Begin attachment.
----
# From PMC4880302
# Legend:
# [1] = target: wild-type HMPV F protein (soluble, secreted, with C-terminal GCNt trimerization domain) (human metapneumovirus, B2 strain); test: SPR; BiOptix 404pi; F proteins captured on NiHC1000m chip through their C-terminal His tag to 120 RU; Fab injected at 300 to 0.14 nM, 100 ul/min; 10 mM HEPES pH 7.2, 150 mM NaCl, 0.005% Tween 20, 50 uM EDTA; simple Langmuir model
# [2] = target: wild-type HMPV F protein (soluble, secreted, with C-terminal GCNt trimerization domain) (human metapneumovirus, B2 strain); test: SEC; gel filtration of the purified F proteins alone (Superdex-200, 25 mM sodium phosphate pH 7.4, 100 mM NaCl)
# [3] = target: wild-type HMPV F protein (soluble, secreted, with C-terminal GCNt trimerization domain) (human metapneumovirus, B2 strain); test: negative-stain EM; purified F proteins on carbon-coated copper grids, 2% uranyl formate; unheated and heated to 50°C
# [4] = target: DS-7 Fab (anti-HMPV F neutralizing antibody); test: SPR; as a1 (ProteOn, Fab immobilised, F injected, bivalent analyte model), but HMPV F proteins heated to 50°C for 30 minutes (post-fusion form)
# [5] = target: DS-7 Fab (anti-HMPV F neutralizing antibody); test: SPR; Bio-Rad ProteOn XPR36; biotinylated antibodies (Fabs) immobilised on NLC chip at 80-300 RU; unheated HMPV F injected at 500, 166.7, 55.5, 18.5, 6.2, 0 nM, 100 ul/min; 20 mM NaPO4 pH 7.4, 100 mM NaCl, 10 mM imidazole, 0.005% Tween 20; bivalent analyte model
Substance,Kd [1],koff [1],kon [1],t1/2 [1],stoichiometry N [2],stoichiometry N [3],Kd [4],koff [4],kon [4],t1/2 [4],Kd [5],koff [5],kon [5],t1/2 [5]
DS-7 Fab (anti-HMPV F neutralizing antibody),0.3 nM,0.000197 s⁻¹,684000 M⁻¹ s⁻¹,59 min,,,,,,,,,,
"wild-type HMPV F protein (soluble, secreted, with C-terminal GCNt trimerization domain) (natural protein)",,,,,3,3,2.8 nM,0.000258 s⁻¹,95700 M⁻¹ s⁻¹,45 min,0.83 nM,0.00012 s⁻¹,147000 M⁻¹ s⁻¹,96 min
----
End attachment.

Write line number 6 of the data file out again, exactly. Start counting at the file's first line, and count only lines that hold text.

# [4] = target: DS-7 Fab (anti-HMPV F neutralizing antibody); test: SPR; as a1 (ProteOn, Fab immobilised, F injected, bivalent analyte model), but HMPV F proteins heated to 50°C for 30 minutes (post-fusion form)